Sperm morphology refers to the shape of sperm. Abnormal formed sperm may not go for a dip well enough to obtain to the egg and may not be capable to fertilize an egg. According to The Formula for Male Fertility (2010) The World Health Organization guidelines says, “a normal sperm count consists of 50 million sperm per ejaculate with 50 percent motility and 60 percent normal morphology”. Male smokers have fewer healthy shaped sperm than non-smokers. When smokers lower their exposure to cigarette’s toxic effect, abnormal morphology levels usually reduce.
The next is effect of Excessive heat to men’s sexual organs. Scrotum has to be hang down in the light wind and be a temperature cooler than the rest of body, because too heat is not excellent for sperm. Sperm count decreases whilst the temperature of testicles increases. Temperature of testicles can increase by using tight pants, undergarments, hot water showers, hot tub, extended laptop computer use, sauna etc. Avoiding these causes can aid to raise sperm count. There are numerous factors that are able to direct to a low sperm count, but one of the mainly avoidable is exposure to extreme heat.
One of the causes for male barrenness includes tight-fitting pants and underwear that warms the scrotum and testes, the tight pants keep the testicles too close to body. According to Testicle (2010), “The testes work best at temperatures slightly less than core body temperature.” So the temperature of the testicles is slightly lower than the rest of the body and testicles hang outside a man’s body for a reason – because sperm production is best when they are kept below normal body temperature. On condition male heated up the scrotum by wearing tight jeans or tight-fitting underwear they would obstruct with sperm production.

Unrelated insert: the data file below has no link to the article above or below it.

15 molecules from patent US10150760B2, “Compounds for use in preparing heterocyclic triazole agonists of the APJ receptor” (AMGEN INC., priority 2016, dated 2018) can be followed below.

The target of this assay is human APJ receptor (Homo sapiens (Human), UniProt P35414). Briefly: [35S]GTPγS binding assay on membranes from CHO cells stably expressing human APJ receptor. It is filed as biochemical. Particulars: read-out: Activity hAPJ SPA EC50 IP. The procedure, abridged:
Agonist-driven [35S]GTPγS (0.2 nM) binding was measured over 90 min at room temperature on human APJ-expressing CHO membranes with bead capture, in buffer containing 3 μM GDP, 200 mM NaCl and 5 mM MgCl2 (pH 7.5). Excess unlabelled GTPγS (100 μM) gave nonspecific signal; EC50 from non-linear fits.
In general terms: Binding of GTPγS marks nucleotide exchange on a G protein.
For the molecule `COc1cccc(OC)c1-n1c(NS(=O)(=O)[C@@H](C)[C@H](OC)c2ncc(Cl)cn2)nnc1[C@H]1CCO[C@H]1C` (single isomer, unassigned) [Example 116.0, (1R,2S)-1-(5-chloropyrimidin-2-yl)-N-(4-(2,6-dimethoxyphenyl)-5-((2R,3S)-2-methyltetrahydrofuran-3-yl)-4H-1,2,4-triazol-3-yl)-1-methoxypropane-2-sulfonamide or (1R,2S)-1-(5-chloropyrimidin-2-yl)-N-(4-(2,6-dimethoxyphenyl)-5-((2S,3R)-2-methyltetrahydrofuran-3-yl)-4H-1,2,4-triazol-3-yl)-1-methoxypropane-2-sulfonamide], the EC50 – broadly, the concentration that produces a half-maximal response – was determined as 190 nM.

Other factors of excessive heat are saunas, hot tubs and heating blankets that affect to sperm count. According to Hot Tubs Risk Factor (2007), “Exposure to hot baths or hot tubs can lead to male infertility, but the effects can sometimes be reversible.” High water temperature through hot tubs, Jacuzzis or hot baths applies external heat to body and that is a well cause of impaired sperm construction, also impairing both sperm production and motility.
Some experts are advised that climate may have an influence on sperm counts and fertility and overheating in the hot climate can decreases sperm production inside the testicles. According to How Heat May Affect(2010) “semen specimens obtained in New Orleans during the summer had significantly lower sperm concentration, total sperm per ejaculate, percent motile sperm and motile sperm concentration than samples provided at other times of year,” Signifying that men may be more fertile during cooler months of the year and in cooler climates. Sperm counts are about thirty percent lower in summer.
Infertility can result from a state that is present at birth or can develop later. The other causes for infertility include the following : One of the causes is hypogonadism- functional incompetence of the gonads especially in the male with subnormal or impaired production of hormones and germ cells. The next is hypospadias- an abnormality of the penis in which the urethra opens on the underside. The cause of infertility also can be drugs, asthenozoospermia, malaria, azoospermia, trauma, prostatitis, acrosomal, complete lack of semen, hydrocele testis, oligospermia, teratospermia, mumps, oligozoospermia, unknown cause, varicocele, neoplasm, vas deferens obstruction, Impotence, emotional stress and STD and other kind of infection. Strenuous riding such as bicycle riding, horseback riding can be leads to this problem.The next cause can be retrograde ejaculation- occurs when semen, which would normally be ejaculated via the urethra, is redirected to the urinary bladder. Genetic disorders is the other reason such as Y chromosome microdeletion – a family of genetic disorders caused by missing gene(s) in the Y chromosome also Klinefelter’s syndrome- a condition in which males have an extra X sex chromosome. The last reason is cryptorchidism that means the absence of one or both testes from the scrotum.